Global private equity firm Bain Capital LLC is targeting up to $4 billion for a new Asia-focused fund, a person with direct knowledge of the matter said, adding yet more dry powder to the region that has enjoyed a two-year fundraising bonanza.
Bain Capital - which led the region's biggest ever private equity deal with the $18 billion purchase of Toshiba's memory chip unit last year - will begin fundraising in July, the source said on condition of anonymity.
Bain hopes to raise $3.5-$4 billion, said the source who did not want to be named as the information is confidential.
Bain Capital declined to comment.
The fundraising comes at a time when the region is flush with funds. A total of 342 funds raised a combined $107 billion in Asia last year, according to data provider Preqin.
As of last September, dry powder available to Asia-focused private equity funds - money committed but not yet invested - reached a record $248 billion, up more than 70 percent from the total available in 2016.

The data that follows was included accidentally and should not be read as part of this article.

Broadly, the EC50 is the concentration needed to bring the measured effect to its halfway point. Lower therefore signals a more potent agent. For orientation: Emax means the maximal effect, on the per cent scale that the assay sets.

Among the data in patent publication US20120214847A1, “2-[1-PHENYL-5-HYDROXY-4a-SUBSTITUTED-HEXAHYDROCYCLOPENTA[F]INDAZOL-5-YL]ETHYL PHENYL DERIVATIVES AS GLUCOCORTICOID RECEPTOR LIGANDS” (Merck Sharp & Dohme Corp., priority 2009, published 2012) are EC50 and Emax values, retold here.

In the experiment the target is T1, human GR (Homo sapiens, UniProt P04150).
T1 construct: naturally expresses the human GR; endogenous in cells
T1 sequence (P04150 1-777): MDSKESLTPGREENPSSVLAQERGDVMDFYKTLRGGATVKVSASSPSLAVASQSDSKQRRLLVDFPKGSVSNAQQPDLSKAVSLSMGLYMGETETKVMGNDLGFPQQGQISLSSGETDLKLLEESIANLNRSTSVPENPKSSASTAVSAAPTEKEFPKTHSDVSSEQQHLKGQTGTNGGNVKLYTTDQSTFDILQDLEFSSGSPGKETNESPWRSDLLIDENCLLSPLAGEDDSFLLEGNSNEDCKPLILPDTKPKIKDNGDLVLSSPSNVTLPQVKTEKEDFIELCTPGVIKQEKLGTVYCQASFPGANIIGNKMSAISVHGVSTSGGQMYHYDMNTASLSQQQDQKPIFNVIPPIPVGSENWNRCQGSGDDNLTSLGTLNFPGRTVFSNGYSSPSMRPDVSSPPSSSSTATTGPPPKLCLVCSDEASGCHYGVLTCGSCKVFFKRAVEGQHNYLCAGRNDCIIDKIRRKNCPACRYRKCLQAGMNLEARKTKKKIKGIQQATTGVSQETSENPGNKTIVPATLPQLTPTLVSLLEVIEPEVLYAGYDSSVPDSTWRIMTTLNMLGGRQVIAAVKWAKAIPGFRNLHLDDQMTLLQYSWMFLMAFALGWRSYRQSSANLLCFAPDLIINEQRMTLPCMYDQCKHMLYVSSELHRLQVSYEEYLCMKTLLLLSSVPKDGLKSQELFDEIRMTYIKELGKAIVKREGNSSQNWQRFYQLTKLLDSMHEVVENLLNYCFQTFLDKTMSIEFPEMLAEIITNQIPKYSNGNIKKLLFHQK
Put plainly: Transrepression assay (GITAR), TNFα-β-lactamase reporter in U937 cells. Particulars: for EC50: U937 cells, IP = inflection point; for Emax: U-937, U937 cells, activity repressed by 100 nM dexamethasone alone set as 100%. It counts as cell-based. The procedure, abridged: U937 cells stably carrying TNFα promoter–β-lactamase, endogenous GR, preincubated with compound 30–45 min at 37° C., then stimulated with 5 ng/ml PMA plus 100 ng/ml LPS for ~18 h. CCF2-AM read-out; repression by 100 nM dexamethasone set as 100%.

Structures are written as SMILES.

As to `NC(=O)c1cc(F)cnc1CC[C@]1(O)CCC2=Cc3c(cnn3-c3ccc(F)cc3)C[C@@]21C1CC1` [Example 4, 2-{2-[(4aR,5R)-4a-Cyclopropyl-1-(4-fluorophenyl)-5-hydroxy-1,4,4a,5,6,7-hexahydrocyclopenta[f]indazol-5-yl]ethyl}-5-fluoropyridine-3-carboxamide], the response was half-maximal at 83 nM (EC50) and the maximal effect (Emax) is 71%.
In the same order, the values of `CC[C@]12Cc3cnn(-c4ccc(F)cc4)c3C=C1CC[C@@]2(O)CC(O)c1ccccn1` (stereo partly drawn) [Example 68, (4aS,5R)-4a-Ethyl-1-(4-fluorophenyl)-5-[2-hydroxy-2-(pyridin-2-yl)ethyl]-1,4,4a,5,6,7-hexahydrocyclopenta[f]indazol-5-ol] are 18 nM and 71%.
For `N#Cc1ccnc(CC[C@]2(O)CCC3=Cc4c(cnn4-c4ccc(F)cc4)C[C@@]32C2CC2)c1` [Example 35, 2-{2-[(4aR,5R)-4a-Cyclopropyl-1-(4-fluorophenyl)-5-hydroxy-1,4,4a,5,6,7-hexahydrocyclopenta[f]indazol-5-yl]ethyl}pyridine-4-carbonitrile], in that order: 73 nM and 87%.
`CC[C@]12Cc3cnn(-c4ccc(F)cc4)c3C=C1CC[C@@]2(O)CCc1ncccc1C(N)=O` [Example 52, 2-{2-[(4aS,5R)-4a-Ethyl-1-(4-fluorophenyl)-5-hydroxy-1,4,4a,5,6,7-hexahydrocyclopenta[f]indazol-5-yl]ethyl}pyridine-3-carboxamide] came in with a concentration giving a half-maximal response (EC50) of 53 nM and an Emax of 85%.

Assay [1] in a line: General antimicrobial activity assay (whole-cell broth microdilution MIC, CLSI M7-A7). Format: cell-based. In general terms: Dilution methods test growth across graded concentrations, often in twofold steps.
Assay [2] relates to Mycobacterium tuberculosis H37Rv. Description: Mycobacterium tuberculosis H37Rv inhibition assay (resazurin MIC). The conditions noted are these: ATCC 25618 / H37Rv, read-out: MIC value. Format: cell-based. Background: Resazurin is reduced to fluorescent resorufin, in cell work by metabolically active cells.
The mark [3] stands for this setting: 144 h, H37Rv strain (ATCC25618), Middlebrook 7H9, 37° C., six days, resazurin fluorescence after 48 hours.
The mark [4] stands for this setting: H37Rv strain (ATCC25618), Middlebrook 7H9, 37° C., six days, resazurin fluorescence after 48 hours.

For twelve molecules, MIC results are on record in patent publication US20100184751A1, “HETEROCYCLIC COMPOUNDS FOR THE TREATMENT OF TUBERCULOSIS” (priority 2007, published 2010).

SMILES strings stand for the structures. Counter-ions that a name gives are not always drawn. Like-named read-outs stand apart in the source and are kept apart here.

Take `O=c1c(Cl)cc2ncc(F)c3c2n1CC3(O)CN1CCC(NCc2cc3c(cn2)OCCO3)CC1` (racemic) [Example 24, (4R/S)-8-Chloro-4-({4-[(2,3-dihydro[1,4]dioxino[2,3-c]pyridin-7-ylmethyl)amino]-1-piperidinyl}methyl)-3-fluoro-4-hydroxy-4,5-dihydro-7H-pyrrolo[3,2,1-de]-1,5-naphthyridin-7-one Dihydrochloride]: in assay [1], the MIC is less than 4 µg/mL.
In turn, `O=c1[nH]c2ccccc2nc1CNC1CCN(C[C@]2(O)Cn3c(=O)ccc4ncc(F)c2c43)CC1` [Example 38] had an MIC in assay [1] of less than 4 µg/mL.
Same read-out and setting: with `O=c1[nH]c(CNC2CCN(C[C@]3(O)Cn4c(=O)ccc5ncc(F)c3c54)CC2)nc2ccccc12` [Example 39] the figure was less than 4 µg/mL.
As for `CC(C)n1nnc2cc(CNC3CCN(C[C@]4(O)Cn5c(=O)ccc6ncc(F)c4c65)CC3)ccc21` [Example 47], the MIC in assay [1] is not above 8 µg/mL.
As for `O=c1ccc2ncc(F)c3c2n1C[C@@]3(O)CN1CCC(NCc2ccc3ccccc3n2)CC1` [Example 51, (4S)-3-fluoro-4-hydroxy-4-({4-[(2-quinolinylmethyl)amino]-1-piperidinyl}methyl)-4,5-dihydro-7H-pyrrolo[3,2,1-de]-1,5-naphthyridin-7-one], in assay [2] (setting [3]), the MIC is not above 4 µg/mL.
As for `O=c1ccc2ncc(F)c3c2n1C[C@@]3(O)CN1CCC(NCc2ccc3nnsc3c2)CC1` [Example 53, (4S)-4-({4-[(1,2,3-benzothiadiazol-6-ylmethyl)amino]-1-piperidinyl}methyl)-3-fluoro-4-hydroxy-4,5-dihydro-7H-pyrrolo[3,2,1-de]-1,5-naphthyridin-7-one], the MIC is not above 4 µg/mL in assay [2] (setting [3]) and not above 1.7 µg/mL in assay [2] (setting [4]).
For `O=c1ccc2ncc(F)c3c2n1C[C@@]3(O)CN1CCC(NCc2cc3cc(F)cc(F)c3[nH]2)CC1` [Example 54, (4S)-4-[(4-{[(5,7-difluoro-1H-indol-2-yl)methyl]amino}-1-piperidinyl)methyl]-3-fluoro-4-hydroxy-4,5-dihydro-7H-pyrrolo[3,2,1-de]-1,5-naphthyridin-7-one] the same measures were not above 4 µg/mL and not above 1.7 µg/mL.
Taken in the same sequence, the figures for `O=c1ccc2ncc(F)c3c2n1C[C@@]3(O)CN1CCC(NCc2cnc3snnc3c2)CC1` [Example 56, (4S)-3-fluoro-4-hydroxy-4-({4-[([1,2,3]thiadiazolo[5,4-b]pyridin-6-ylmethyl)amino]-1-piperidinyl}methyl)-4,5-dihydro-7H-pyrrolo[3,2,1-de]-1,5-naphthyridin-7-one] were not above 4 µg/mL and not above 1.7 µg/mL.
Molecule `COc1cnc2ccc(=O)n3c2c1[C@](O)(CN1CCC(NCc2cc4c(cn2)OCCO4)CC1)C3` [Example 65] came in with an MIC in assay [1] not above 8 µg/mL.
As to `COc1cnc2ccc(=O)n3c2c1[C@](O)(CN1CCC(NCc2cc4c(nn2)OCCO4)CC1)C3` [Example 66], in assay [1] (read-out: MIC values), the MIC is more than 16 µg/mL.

Other ongoing and planned private equity fundraisings could add more than $30 billion to that pile in the next year.
While Bain's fourth pan-Asia fund will be the firm's biggest so far in the region, it is still petite versus some of its peers. KKR & Co raised a record $9.3 billion Asia-focused fund in 2016, while Carlyle is expected to soon close a $5 billion buyout fund.
Chinese fund Hillhouse Capital Group could beat KKR's record with its new fund, while Baring Private Equity Asia and PAG are each looking to raise up to $6 billion, people familiar with the fundraisings have told Reuters.
Bain's new fund will continue to invest in sectors including healthcare, industrial, financial services, technology, and media and telecom across major Asian markets, the source said.
In addition to its big bets on Japan, the firm's other portfolio companies in Asia include India's Axis Bank and Trans Maldivian Airways, a seaplane operator it bought together with a Chinese partner in December last year.
Bain's second pan-Asia fund, which raised $2.3 billion in 2012, saw a 19.7 percent internal rate of return by end-2016, according to disclosures by one of the fund's limited partners - the Pennsylvania Public School Employees' Retirement System.